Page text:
Home   Contents   Hosts   Talks   Posters   Workshops   Farewells   Forum   Editors   Acknowledgements    Links



He Minenga Whakatü Hua o Te Ao

Conference (Hui) Proceedings

Murihiku Marae 25th – 27th August 2000


Welcome - Mihi



E ngä rau rangatira mä o i a iwi, o i a iwi,

Respected people of all tribes and races,

Tënä koutou, tënä koutou, tënä koutou katoa.

Greetings, greetings, greetings to you all.

Naumai, haere mai ki

Welcome, come along to

“He Minenga Whakatü Hua o te Ao”.

a conference promoting sustainable management of the fruits of the world.

Na te mauri i karanga

It is the life force of the agenda that calls us

Tuia tuia tuituia.

And sews it together, out of which will come answers.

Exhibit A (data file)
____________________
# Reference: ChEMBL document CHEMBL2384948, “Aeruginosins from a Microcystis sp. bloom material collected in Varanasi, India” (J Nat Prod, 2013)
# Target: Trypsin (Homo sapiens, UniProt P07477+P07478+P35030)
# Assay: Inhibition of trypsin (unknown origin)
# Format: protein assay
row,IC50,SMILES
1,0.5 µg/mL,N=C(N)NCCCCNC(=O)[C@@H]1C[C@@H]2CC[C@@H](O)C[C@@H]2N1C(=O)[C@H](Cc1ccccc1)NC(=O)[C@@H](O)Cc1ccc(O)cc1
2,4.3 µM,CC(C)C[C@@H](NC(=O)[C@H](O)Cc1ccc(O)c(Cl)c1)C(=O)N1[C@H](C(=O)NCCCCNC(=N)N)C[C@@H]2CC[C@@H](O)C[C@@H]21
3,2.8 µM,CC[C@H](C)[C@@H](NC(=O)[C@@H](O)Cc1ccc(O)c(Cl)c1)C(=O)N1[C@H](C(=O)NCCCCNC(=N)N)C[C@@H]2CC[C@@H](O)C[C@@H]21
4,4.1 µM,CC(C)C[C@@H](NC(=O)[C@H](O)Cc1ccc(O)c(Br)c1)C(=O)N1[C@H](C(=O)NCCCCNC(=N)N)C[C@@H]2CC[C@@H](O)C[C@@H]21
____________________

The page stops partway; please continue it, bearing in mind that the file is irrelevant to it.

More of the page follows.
Welcome to this website which records the discussions of a hui (conference) called He Minenga Whakatü Hua o Te Ao which was held at Murihiku Marae on August 25th - 27th 2000.  The hui’s name means an intense discussion of ways of caring for the environment so that it can sustain the fruits of the world.  This website offers a ‘Proceedings’  for the conference by presenting a record of 21 talks, 23 posters, 9 workshops and the farewells by kaitiaki (Mäori environmental guardians) and Päkehä environmentalists.  Researchers, managers, policy makers, Non-governmental Organisations and concerned members of the public all contributed.  Most of the case studies presented are from Aotearoa (New Zealand), but one presenter was Kaylynn TwoTrees (Iyeska) from Flagstaff, USA, who is Founding Director of Earthtime, center for Seven Directions, a relational practice based on indigenous knowledge that utilizes the tension of difference as a resource for creative living.